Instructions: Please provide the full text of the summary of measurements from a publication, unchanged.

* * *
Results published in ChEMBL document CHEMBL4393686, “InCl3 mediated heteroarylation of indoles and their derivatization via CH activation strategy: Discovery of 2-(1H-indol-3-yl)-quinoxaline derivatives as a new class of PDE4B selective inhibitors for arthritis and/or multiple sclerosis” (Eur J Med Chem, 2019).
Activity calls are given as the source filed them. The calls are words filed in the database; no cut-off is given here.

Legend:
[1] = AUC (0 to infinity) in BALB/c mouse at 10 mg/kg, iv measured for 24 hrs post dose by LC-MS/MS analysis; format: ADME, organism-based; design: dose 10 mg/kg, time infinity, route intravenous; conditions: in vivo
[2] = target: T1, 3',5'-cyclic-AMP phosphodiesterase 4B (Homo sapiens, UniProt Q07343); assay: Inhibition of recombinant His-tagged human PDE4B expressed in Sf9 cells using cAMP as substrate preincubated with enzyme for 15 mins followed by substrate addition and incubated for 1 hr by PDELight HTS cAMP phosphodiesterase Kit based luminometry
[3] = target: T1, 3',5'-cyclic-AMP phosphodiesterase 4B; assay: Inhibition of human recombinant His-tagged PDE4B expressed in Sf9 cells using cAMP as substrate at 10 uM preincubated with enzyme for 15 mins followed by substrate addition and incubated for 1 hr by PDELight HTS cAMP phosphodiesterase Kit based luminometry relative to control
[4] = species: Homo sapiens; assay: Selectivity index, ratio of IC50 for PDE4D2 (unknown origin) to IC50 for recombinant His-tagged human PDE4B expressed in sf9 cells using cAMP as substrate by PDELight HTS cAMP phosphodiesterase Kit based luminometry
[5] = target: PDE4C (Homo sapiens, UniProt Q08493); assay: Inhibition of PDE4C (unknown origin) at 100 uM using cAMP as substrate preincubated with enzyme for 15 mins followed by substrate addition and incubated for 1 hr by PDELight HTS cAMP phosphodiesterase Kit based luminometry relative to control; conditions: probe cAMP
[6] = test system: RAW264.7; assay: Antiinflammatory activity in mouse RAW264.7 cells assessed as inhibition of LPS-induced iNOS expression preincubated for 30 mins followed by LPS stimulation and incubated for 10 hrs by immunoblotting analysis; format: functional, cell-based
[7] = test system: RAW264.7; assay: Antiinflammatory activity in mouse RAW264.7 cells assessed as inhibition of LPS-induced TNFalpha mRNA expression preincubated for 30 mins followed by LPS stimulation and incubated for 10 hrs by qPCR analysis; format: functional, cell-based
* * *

Results published in ChEMBL document CHEMBL4393686, “InCl3 mediated heteroarylation of indoles and their derivatization via CH activation strategy: Discovery of 2-(1H-indol-3-yl)-quinoxaline derivatives as a new class of PDE4B selective inhibitors for arthritis and/or multiple sclerosis” (Eur J Med Chem, 2019).
Activity calls are given as the source filed them. The calls are words filed in the database; no cut-off is given here.

Legend:
[1] = AUC (0 to infinity) in BALB/c mouse at 10 mg/kg, iv measured for 24 hrs post dose by LC-MS/MS analysis; format: ADME, organism-based; design: dose 10 mg/kg, time infinity, route intravenous; conditions: in vivo
[2] = target: T1, 3',5'-cyclic-AMP phosphodiesterase 4B (Homo sapiens, UniProt Q07343); assay: Inhibition of recombinant His-tagged human PDE4B expressed in Sf9 cells using cAMP as substrate preincubated with enzyme for 15 mins followed by substrate addition and incubated for 1 hr by PDELight HTS cAMP phosphodiesterase Kit based luminometry
[3] = target: T1, 3',5'-cyclic-AMP phosphodiesterase 4B; assay: Inhibition of human recombinant His-tagged PDE4B expressed in Sf9 cells using cAMP as substrate at 10 uM preincubated with enzyme for 15 mins followed by substrate addition and incubated for 1 hr by PDELight HTS cAMP phosphodiesterase Kit based luminometry relative to control
[4] = species: Homo sapiens; assay: Selectivity index, ratio of IC50 for PDE4D2 (unknown origin) to IC50 for recombinant His-tagged human PDE4B expressed in sf9 cells using cAMP as substrate by PDELight HTS cAMP phosphodiesterase Kit based luminometry
[5] = target: PDE4C (Homo sapiens, UniProt Q08493); assay: Inhibition of PDE4C (unknown origin) at 100 uM using cAMP as substrate preincubated with enzyme for 15 mins followed by substrate addition and incubated for 1 hr by PDELight HTS cAMP phosphodiesterase Kit based luminometry relative to control; conditions: probe cAMP
[6] = test system: RAW264.7; assay: Antiinflammatory activity in mouse RAW264.7 cells assessed as inhibition of LPS-induced iNOS expression preincubated for 30 mins followed by LPS stimulation and incubated for 10 hrs by immunoblotting analysis; format: functional, cell-based
[7] = test system: RAW264.7; assay: Antiinflammatory activity in mouse RAW264.7 cells assessed as inhibition of LPS-induced TNFalpha mRNA expression preincubated for 30 mins followed by LPS stimulation and incubated for 10 hrs by qPCR analysis; format: functional, cell-based